You had to be there. North and south of the borough are up in arms. Different faces, different voices, but one common message: ‘Don’t destroy our community for profit’.
On 3 November the angry voices were at Chelsea Old Town Hall. The reason – Crossrail 2’s proposal to carve an underground swathe down King’s Road, for a station many do not want or need, accompanied by years of disruption and a level of development ‘to pay for transport improvements’ that residents will not accept and which they believe are entirely motivated by avarice not necessity. Months of petitions, meetings, street protests and lobbying, culminating in a standing-room-only public meeting, angry words against Crossrail as the developer, and the Council.
One week later the angry voices were at the Tabernacle in Powys Square, North Kensington. The reason – Westway Trust’s plan to redevelop and monetise the 23 acres of land they hold for the benefit of local people in compensation for the Westway flyover, that carved an overground swathe through their neighbourhoods 45 years ago, demolishing entire streets on the way, belching toxic fumes. The plan is accompanied by a level of development ‘to pay for the improvements’ that residents will not accept and which they believe are entirely motivated by avarice not necessity (Westway Trust operates a healthy reserve). Months of petitions, meetings, street protests and lobbying, culminating in a packed meeting and angry words against Westway Trust as developer, and the Council.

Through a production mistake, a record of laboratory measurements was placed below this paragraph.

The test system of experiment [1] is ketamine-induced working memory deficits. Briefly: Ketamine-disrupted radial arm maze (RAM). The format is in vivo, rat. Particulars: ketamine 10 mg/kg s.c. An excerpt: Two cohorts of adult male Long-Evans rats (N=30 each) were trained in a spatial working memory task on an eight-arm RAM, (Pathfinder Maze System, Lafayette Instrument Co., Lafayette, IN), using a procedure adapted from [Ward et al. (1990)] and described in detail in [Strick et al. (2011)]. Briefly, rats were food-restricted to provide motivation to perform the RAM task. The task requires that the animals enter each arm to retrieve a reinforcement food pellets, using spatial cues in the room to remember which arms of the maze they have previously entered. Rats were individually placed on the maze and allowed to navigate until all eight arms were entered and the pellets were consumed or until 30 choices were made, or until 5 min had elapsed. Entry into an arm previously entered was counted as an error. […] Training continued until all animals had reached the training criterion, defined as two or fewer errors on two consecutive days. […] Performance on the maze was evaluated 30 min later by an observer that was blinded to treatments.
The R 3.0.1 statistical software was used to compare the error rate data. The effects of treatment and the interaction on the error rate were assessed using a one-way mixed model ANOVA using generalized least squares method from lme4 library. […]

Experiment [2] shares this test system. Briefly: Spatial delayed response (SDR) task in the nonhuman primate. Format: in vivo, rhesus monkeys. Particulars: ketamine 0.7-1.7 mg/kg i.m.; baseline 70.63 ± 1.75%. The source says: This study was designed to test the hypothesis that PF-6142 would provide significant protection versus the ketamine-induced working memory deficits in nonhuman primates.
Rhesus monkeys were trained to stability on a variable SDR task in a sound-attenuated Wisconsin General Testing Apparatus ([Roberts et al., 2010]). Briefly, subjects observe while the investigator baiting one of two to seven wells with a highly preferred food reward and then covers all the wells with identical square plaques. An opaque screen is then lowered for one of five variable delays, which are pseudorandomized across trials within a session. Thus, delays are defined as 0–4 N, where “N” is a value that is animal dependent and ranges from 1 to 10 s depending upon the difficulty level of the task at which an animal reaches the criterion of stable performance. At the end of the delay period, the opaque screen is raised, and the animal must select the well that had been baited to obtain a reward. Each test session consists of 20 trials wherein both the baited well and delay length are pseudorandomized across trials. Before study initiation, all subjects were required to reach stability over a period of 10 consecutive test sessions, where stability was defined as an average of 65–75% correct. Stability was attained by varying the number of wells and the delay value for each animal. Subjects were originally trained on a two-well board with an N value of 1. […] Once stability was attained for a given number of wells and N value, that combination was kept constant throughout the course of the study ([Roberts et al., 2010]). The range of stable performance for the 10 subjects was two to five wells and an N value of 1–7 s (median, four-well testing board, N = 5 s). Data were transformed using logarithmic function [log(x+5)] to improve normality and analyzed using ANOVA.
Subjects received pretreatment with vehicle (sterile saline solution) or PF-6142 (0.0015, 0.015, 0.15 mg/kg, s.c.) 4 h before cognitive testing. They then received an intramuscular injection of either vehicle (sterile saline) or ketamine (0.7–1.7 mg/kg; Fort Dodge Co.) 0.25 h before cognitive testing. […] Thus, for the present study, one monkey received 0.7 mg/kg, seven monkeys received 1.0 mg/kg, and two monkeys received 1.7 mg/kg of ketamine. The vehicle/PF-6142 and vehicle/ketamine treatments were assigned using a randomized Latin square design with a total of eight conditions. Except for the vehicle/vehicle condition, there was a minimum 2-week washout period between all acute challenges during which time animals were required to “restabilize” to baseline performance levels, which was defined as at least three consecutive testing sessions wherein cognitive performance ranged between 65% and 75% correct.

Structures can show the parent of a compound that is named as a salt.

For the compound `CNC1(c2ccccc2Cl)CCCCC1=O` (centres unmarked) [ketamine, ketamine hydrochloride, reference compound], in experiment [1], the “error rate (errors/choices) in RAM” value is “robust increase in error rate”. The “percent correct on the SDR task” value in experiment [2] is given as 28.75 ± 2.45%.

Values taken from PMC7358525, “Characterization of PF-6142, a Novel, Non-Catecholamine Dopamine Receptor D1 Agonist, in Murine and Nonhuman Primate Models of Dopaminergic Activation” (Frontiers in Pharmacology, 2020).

The main difference between the two? Westway Trust did not show up, citing their need to ‘safeguard staff’. Apparently the £100,000pa chief executive of Westway Trust fears the community she is employed to serve.
Both groups are being stigmatised and their legitimacy eroded. Old Chelsea with its suits and pearls are ‘NIMBYs against the future’. Old Ladbroke Grove with its t-shirts and head-wraps are ‘jobless rastas’. Neither stereotype is in the least bit true. Both neighbourhoods are, thankfully, still a glorious cocktail of people, albeit with different spirits predominating.
Both communities are faced with massive change they neither want nor need.
Both fear their neighbourhoods will change beyond recognition for the benefit of outsiders, becoming what planning consultants call, with all the enthusiasm they can feign, ‘destinations’.
Both fear they will be priced out of the areas they were born in and belong to.
Both are faced by a juggernaut of rapacious developers with their lawyers, consultants, smarmy spin-doctors and phony consultations involving what some call ‘decision-based evidence making’.
Both are told their petitions and protests are not valid, the signatories unauthentic, and their campaigns are not representative or legitimate.
Both groups are told that yes, there will be disruption, but if these changes do not take place now, future generations will curse them.
Both groups say the Council, which was elected to represent them, is working against them, saying it knows ‘what is best’ and that the development will ‘improve the area’.
When challenged, senior Councillors are careful to stick to the script. But sometimes, just sometimes, the mask slips. After a typically stage-managed event of difficult questioning at a recent ‘Ask Nick’ in North Ken, the Leader of the Council was asked once again, why local people need £1,000 handbag shops and all the accompanying fol-di-ra of gentrification. This response was overheard:
Given the very similar issues faced in the borough, north and south, wouldn’t it be interesting if these groups worked together in the fight against the Council for the long-term sustainability of their communities - around King’s Road and Portobello Road - not of businesses and shops, but of people?